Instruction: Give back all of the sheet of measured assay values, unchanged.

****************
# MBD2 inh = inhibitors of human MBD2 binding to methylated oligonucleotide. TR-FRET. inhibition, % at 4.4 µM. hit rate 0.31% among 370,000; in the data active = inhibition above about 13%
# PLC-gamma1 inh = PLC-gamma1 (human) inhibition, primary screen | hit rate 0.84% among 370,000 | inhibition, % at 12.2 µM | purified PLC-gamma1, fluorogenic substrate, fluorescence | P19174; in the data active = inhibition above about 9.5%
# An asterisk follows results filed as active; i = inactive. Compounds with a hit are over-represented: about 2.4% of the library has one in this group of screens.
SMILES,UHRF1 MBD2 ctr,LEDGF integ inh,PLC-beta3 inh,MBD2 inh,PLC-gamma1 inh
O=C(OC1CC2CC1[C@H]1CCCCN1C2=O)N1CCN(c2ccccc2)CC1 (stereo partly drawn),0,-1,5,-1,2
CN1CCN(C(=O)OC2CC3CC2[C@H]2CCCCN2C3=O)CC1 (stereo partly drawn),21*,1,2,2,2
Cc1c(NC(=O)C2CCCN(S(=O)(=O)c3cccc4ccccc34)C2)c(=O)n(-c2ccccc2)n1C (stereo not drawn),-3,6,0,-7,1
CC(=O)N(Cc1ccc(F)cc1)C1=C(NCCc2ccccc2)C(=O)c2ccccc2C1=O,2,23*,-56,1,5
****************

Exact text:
# MBD2 inh = inhibitors of human MBD2 binding to methylated oligonucleotide. TR-FRET. inhibition, % at 4.4 µM. hit rate 0.31% among 370,000; in the data active = inhibition above about 13%
# PLC-gamma1 inh = PLC-gamma1 (human) inhibition, primary screen | hit rate 0.84% among 370,000 | inhibition, % at 12.2 µM | purified PLC-gamma1, fluorogenic substrate, fluorescence | P19174; in the data active = inhibition above about 9.5%
# An asterisk follows results filed as active; i = inactive. Compounds with a hit are over-represented: about 2.4% of the library has one in this group of screens.
SMILES,UHRF1 MBD2 ctr,LEDGF integ inh,PLC-beta3 inh,MBD2 inh,PLC-gamma1 inh
O=C(OC1CC2CC1[C@H]1CCCCN1C2=O)N1CCN(c2ccccc2)CC1 (stereo partly drawn),0,-1,5,-1,2
CN1CCN(C(=O)OC2CC3CC2[C@H]2CCCCN2C3=O)CC1 (stereo partly drawn),21*,1,2,2,2
Cc1c(NC(=O)C2CCCN(S(=O)(=O)c3cccc4ccccc34)C2)c(=O)n(-c2ccccc2)n1C (stereo not drawn),-3,6,0,-7,1
CC(=O)N(Cc1ccc(F)cc1)C1=C(NCCc2ccccc2)C(=O)c2ccccc2C1=O,2,23*,-56,1,5